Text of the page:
So you’ve made a statement about gender-based violence, rape or sexism, and the response you received was ‘not all men’ do xyz. Why is this problematic? Is it problematic at all? I’d argue yes, and if you read this and think that it’s exceptionally obvious why it’s problematic, then I’d think we read similar things, follow similar people and subscribe to similar discourses and what I say here won’t be anything new or extraordinary to you.

But if you read this and feel confused, angry or annoyed at movements like ‘men are trash’ or agree with ‘not all men’, then this may be something new to consider. That being said, I am only sharing my own views in a limited space and I fully recommend furthering your reading beyond anything I may say.

My obligatory disclaimer, well … disclaimed, let’s get into it. Who are we referring to when we say ‘men are trash’ and ‘not all men’? I think it’s safe to say the large majority of people using these terms are referring to cis-gendered, straight men, so I suppose in some ways, it really isn’t all men. But I am willing to bet that the people using ‘not all men’ as a defence to ‘men are trash’ aren’t defending groups aside from cis, straight men, so I think it’s safe in the context of this editorial to refer to ‘not all men’ as meaning ‘not all cis, straight men’. To question why ‘not all men’ may be a problematic response, it’s important to understand what ‘men are trash’ means. I can only speak from the perspective of a white, cis woman, but to me ‘men are trash’ is a direct reflection of the fear women live in and are subjected to throughout their lives. But it is also a protest statement against the patriarchy and the privilege that comes with being a straight, cis man – and this is largely where I find issue with the defence of ‘not all men’.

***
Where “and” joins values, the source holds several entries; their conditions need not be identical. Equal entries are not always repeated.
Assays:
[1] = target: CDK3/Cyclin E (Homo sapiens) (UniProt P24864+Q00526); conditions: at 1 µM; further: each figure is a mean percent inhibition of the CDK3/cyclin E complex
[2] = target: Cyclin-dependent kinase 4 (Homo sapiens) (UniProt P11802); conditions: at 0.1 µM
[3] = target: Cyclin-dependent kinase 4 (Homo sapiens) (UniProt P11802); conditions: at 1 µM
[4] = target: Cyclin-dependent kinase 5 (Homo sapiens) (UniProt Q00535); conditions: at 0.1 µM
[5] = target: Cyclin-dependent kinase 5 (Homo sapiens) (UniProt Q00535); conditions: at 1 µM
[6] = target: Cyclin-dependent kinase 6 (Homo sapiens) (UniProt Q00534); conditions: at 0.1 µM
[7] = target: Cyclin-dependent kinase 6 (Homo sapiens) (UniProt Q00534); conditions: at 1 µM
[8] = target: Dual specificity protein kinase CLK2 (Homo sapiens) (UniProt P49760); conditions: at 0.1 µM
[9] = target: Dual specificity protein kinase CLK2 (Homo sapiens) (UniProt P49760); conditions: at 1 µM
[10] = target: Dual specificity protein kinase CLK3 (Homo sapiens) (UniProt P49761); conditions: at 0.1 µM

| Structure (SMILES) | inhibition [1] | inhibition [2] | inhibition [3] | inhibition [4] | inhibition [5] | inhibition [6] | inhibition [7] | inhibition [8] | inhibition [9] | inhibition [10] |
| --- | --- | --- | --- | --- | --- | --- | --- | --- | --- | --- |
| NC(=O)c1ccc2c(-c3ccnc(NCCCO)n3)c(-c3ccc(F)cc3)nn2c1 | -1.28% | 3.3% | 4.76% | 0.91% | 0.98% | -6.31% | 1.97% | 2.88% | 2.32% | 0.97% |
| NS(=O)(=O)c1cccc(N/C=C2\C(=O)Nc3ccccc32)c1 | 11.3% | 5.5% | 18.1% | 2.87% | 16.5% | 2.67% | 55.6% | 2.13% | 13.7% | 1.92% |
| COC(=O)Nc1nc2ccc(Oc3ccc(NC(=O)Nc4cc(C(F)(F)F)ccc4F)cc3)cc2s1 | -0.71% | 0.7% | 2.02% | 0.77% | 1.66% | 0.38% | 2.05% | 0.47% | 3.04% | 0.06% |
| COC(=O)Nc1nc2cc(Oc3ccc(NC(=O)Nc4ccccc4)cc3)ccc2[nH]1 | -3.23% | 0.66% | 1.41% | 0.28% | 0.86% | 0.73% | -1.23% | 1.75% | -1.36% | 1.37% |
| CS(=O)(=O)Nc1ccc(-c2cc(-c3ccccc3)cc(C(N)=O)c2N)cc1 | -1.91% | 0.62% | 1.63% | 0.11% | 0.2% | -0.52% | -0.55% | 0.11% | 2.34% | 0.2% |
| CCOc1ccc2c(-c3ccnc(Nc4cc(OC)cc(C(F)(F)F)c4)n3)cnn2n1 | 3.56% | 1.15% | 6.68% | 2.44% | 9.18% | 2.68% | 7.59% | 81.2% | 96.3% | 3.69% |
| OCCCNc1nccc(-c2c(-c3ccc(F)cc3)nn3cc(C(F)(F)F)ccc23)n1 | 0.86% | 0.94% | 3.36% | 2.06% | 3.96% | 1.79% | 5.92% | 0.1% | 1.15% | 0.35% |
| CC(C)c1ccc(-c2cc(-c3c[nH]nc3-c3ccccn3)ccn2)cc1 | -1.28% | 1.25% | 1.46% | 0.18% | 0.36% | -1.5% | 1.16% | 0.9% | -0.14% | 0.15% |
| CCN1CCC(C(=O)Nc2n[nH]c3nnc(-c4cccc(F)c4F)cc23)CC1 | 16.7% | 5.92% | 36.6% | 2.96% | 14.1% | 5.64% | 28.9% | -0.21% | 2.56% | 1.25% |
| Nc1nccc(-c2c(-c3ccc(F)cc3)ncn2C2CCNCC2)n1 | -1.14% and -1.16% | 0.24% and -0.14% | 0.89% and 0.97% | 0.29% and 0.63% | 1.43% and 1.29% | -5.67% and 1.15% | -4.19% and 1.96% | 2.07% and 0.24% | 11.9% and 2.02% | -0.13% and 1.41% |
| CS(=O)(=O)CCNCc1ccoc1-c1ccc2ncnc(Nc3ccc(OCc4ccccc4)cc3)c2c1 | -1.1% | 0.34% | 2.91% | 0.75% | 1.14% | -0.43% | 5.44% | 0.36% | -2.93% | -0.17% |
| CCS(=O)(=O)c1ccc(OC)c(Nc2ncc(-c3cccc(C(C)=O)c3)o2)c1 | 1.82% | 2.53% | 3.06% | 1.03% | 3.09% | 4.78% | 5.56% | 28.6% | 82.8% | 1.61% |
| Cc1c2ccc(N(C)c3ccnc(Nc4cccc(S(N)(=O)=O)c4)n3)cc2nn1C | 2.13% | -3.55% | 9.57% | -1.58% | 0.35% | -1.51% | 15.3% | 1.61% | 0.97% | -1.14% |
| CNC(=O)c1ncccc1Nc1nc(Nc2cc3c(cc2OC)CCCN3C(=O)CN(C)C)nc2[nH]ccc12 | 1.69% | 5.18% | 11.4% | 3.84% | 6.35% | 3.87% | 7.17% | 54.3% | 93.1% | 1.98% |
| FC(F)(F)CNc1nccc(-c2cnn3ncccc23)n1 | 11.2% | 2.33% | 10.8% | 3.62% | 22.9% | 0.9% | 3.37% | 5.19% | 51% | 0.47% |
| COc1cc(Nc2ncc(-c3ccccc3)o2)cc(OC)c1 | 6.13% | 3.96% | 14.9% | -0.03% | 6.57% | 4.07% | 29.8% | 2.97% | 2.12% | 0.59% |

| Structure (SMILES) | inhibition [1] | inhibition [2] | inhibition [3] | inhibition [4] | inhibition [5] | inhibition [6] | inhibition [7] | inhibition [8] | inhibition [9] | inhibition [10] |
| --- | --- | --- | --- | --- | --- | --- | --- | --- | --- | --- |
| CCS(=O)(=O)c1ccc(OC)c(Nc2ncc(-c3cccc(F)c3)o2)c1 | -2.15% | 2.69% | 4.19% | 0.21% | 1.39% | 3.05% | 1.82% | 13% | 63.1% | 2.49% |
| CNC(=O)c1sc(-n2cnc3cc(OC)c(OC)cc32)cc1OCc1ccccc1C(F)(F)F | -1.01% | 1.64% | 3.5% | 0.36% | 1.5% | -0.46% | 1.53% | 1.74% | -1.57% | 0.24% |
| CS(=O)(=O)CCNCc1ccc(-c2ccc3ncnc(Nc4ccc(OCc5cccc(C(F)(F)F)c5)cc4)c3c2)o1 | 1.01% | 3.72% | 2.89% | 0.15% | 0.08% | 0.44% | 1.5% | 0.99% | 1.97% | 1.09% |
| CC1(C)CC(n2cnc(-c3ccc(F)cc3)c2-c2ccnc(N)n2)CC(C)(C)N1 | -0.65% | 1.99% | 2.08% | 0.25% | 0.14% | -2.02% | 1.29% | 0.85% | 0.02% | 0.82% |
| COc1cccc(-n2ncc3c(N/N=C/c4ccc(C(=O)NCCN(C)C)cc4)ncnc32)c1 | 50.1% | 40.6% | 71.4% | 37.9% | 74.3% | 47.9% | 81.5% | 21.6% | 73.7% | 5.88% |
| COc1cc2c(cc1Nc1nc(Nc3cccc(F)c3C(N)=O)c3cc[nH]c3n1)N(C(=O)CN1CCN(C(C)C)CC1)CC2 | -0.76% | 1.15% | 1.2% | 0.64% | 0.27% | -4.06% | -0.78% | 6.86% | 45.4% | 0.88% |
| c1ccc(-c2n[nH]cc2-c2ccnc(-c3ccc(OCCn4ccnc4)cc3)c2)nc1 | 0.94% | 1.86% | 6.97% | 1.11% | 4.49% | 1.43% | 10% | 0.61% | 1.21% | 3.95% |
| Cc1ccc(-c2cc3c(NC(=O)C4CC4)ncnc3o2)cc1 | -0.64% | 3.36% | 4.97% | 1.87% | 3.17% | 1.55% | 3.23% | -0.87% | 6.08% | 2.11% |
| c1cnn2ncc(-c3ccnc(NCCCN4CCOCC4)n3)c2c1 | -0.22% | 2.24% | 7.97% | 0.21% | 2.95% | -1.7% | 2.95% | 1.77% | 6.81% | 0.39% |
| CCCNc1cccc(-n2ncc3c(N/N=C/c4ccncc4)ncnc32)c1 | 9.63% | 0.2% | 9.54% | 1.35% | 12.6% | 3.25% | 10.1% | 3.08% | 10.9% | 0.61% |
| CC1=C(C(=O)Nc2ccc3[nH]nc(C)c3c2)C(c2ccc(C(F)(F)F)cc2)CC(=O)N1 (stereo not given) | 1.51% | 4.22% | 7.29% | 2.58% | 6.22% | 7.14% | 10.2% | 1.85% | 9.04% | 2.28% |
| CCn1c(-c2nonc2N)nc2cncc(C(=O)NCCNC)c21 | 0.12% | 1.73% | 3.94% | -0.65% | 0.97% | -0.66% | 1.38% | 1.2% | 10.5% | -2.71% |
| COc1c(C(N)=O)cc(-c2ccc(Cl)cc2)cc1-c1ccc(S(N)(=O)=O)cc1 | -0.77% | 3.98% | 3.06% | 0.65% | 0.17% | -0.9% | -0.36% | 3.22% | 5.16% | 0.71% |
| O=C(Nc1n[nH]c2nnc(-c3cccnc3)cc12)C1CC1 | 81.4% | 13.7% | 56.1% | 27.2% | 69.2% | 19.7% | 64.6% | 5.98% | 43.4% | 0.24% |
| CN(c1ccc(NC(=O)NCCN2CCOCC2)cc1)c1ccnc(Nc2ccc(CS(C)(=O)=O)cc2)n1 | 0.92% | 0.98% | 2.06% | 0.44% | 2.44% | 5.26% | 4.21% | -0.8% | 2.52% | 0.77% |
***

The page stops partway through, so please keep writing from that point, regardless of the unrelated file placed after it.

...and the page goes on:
Gender-based violence and sexual assault are things women fear every day and can do little to escape. Living with this fear and being on constant alert for our safety is exhausting and we get angry at the unfairness of having to live this way. Of course, the basic argument of ‘not all men’ is that not every man is guilty of rape or gender-based violence and many (hopefully most) men would never physically harm a woman. But rape and sexual violence have existed since the dawn of humanity, and in 2021 the world is still plagued by these atrocities. While many men and women fight against it, rape continues. (Men are raped too, but the way rape is used as a tool of violence and oppression against women across the world is why this discussion is about men raping women). We live in a male-dominated world and a society of patriarchy, and yet the men in the world do not do enough to stop rape and other forms of gender-based violence (and sexism, and femicide and inequality – the list goes on). And this is on all men. Rape culture, locker room talk, inequality between genders and everyday sexism is perpetrated by huge portions of the population and not only by rapists and sex offenders. We can’t tell which man will rape or hurt a woman, but we also can’t tell which man laughs at a rape joke, or which thinks a woman belongs in the kitchen, and this is why it becomes ‘all men’.